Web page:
Try to follow the logic of Republican Congressman Mike Waltz of Florida in this NPR interview excerpt:
And yes, we may have had to end up having 5,000 instead of 2,500 that was left there at the end of the Bush - excuse me - the Trump administration. But I think we have to think about that as an insurance premium. Are we - were we willing to continue to pay that to prevent the catastrophic attack?
And what is clear from the intelligence community and now from the generals is that al-Qaida fully intends to attack us again. They fully intend and are reconstituting. And I don't want to wait for another Pulse nightclub or San Bernardino or, God forbid, another 9/11.
Wait? What? The San Bernardino shooters were a couple living in California. He was from Chicago and she was from Pakistan. The Pulse Nightclub shooter was from New York and living in Florida. More to the point, these attacks happened while US forces were in Afghanistan. Obviously our being there didn't help protect us in America.
The war in Afghanistan has cost $2.3 trillion and thousands of lives; that's a very expensive insurance policy. As Waltz himself admits it didn't stop terrorist attacks in America.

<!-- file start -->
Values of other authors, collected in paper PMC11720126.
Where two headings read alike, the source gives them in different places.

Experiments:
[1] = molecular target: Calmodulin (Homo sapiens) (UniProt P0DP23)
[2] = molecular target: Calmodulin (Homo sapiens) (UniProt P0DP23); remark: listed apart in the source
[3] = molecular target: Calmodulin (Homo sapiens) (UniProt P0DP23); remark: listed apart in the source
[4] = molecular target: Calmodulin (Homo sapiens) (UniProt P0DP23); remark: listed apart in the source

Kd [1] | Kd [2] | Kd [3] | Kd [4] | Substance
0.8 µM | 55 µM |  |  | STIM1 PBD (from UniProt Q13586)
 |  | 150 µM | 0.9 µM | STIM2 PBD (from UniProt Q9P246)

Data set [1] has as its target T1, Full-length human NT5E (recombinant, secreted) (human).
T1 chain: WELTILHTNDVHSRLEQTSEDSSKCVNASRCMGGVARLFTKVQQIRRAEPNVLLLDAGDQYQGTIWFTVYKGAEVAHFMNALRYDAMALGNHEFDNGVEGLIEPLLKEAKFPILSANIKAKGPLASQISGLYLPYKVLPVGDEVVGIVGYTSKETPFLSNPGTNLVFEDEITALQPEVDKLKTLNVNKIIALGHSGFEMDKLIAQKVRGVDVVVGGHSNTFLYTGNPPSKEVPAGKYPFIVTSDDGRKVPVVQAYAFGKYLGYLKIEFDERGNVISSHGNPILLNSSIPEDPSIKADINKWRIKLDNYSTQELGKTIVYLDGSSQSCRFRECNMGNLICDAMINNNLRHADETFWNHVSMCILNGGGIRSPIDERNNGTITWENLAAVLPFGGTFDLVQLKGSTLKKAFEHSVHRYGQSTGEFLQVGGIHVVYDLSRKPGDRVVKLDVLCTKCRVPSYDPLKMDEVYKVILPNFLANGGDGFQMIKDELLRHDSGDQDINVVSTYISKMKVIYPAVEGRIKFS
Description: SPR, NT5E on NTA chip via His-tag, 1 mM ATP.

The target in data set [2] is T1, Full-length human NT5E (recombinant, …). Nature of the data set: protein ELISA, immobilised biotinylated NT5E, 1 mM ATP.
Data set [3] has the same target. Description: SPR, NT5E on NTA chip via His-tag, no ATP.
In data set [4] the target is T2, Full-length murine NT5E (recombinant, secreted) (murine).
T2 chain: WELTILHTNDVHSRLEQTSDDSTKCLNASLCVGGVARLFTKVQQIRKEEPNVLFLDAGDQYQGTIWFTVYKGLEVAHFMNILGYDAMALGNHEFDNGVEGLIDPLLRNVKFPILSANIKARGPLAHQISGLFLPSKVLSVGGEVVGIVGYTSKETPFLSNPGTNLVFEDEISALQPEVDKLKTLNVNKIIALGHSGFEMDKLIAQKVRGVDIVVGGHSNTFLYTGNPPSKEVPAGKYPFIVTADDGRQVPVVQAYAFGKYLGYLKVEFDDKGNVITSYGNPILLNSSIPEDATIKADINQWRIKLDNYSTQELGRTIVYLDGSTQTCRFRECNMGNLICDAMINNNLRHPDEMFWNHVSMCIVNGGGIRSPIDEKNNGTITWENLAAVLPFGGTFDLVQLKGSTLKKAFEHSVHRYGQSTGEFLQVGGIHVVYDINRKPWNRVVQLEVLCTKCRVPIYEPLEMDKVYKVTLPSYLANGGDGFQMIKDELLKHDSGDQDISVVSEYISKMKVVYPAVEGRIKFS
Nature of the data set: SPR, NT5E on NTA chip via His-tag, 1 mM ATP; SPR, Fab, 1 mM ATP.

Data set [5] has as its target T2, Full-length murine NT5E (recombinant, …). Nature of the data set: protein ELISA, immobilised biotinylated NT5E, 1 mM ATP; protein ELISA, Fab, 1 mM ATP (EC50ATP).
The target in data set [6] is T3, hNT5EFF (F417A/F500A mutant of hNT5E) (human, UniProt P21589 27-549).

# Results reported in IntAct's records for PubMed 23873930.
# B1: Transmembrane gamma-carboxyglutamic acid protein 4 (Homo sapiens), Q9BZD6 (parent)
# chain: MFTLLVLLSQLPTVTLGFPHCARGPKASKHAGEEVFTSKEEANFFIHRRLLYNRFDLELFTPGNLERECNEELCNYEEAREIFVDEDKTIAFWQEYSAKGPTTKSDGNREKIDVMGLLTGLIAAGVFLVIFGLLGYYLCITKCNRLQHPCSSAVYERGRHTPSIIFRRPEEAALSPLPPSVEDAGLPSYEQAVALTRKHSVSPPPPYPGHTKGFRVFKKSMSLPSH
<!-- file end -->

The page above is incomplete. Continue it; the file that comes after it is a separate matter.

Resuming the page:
Terrorist organizations don't need to be in Afghanistan or any particular country. Isis or al-Qaida can be anywhere and in multiple locations while coordinating their activities. Not to mention in every radical movement there are nuts willing to kill without explicit instructions.
Rep. Waltz is veteran of Afghanistan. He is like a lot of veterans. They instinctively realize that no matter how it's sugar-coated our withdrawal means they were on the losing side whether they admit it not. We shouldn't decide our foreign policy based on the hurt feelings of vets.
The bottom line is that San Bernardino and Pulse Nightclub were terrible crimes. Like all crimes we cannot expect to eliminate them altogether. Whether it's drive-by shootings, abusive husbands, school shootings or whatever sort of murder you can name, some are inevitable no matter how effective the police are in combatting crime. The military is even less effective in stopping domestic terroristic crimes.
The most we can hope for is that some good citizen sees something and says something. The other option is that we live in a police state in which all private communication (and someday thoughts) is monitored by Big Brother.